Streets of SelkirkHeadshot of John Christian Schultz

John Christian Schultz had come to prominence by leading the “Canadian faction” opposing the Legislative Assembly of Assiniboia Led by Louis Riel. He invested in Selkirk and came to own the land that became Clandeboye, Manitoba and Superior Avenues. He built the first Merchants Hotel in 1877.

John Christian Schultz
 

A Real Scallywag

After Louis Riel had negotiated Manitoba into Confederation as a full province, he and his Metis supporters were branded as “traitors” by the incoming Ontarians. The troops sent to quell Riel’s “Rebellion” harassed and assaulted the Metis. Leading them and urging them on was…J.C. Schultz!

Schultz used his connections to gain political power, becoming the Member of Parliament for Selkirk-Lisgar. Schultz acquired vast holdings in both Winnipeg and Selkirk by buying Metis lands. He sided with Winnipeg’s ambition to become the capital city.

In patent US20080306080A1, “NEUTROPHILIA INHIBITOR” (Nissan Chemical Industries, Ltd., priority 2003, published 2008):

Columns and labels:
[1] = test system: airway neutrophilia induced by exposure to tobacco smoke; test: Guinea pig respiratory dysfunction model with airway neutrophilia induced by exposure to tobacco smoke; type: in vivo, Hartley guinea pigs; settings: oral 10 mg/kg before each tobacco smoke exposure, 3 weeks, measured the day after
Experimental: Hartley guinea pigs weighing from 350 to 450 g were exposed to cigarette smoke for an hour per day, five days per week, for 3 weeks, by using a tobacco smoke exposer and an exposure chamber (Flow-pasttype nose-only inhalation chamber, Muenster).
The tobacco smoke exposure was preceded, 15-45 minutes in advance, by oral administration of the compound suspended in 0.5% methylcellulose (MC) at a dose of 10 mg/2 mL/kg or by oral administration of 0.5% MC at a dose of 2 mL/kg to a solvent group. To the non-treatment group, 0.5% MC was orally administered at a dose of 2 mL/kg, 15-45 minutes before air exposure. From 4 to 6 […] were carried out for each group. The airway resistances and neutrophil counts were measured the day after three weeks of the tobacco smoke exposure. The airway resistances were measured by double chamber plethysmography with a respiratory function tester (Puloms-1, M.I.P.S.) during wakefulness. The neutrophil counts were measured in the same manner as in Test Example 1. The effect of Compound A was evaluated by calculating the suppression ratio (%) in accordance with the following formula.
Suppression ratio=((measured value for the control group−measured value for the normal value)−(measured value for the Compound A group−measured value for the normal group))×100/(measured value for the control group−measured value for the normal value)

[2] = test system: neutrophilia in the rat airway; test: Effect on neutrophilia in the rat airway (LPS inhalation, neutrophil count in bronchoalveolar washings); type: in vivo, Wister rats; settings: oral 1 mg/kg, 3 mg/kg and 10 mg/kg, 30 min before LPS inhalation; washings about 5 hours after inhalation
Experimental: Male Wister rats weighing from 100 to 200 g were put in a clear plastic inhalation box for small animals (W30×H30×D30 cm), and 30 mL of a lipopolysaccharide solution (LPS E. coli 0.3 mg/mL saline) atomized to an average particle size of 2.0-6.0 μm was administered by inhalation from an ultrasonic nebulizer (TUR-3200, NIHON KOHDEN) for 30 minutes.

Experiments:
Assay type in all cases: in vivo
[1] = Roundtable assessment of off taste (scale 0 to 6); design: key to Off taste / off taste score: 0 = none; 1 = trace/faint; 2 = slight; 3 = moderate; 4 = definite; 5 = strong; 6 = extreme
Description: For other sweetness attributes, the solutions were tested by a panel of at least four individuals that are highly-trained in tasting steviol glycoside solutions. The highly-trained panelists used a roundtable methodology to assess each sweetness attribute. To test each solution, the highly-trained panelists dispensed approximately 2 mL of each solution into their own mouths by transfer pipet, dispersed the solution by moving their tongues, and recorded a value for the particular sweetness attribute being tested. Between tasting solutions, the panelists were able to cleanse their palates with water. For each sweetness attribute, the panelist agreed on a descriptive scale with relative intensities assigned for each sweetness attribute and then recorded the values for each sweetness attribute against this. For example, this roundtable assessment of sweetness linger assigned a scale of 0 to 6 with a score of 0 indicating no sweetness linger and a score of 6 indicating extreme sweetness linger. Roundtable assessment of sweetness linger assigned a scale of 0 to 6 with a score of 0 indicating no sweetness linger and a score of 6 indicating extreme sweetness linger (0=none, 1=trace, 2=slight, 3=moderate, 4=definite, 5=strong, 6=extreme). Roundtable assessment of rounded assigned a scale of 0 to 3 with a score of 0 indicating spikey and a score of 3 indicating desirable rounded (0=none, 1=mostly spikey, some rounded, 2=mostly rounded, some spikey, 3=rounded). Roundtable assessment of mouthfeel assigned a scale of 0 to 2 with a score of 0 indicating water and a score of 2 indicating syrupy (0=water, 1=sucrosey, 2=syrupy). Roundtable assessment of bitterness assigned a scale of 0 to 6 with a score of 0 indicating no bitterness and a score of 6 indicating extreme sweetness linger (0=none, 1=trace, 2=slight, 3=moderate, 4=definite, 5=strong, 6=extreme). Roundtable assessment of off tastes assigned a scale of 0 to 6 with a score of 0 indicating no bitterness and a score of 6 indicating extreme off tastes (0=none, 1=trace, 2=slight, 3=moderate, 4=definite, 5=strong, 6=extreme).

Not surprisingly, he prevented Selkirk’s petitions and documents from being presented to a parliamentary committee looking into the route changes. In fact, he offered land and cash to the CPR to change its route to pass through Winnipeg instead of Selkirk.

He made a fortune when the CPR crossed into Winnipeg.  When he was defeated at the polls, John A. Macdonald made him a Senator and then Lieutenant-Governor of Manitoba in 1886.

A False Title

When Schultz first arrived in the West he went from a bar keep and dry goods clerk to a doctor overnight. He had no official university doctorate, and much later, when records of his stated credentials were verified, he was found to have never graduated. 
 
As it turned out, the occupation of a doctor was not as glamorous as it seemed to be so he soon shifted his attention to real estate. However, he held onto his title because it communicated respectability and status. At the time, degrees could be purchased, forged, or printed with ease. Doctors were in short supply so not many were inclined to question their legitimacy. Schultz was a master at bluffing and used this skill to for his benefit, often at the expense of others. 
 

At Schultz’s funeral in 1896, the wise and respected Sheriff of Assiniboia, Colin Inkster, remarked after hearing the eulogy “tis a pity we knew him!”

Schultz Avenue Collection